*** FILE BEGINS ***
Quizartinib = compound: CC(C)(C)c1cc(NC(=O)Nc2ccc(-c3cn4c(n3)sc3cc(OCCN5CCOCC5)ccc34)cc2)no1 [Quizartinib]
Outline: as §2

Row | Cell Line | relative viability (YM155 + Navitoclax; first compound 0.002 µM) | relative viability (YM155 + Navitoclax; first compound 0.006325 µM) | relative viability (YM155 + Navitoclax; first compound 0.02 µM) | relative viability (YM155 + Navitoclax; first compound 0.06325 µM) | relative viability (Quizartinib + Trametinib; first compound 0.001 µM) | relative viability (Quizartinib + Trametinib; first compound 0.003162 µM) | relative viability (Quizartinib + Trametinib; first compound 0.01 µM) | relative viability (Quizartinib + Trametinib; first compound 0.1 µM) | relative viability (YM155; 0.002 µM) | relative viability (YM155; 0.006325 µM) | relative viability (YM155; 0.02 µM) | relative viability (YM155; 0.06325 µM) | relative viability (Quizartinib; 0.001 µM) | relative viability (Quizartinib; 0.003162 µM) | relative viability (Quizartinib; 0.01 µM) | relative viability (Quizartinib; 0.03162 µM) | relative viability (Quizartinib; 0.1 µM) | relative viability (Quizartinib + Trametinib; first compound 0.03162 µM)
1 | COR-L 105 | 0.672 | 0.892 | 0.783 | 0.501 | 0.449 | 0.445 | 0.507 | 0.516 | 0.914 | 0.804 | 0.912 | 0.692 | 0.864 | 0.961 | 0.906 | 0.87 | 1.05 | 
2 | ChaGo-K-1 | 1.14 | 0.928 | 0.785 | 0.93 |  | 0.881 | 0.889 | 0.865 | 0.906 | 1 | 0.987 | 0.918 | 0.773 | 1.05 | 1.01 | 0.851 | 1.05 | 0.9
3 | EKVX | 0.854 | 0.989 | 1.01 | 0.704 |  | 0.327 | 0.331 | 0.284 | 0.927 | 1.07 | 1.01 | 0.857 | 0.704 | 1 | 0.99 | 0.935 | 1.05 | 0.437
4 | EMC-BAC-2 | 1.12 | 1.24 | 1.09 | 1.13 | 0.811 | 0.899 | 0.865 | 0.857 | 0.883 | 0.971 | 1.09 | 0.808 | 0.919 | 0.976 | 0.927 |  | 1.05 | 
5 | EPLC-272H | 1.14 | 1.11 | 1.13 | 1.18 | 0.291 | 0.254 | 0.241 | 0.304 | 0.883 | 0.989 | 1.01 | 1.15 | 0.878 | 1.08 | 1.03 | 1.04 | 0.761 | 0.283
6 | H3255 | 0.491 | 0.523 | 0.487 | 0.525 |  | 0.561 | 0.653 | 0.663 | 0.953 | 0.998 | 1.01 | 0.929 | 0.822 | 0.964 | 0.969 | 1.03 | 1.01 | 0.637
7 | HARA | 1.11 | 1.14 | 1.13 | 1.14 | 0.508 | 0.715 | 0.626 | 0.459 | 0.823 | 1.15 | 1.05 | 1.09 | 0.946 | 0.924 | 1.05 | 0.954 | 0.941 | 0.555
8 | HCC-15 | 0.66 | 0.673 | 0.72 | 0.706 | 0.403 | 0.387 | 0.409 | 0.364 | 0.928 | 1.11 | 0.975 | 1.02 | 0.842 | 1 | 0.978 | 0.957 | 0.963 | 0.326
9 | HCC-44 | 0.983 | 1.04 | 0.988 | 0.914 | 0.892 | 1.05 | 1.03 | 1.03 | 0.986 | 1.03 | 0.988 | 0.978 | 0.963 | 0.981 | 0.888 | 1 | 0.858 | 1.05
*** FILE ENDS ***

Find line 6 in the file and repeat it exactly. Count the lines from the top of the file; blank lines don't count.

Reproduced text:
3 | EKVX | 0.854 | 0.989 | 1.01 | 0.704 |  | 0.327 | 0.331 | 0.284 | 0.927 | 1.07 | 1.01 | 0.857 | 0.704 | 1 | 0.99 | 0.935 | 1.05 | 0.437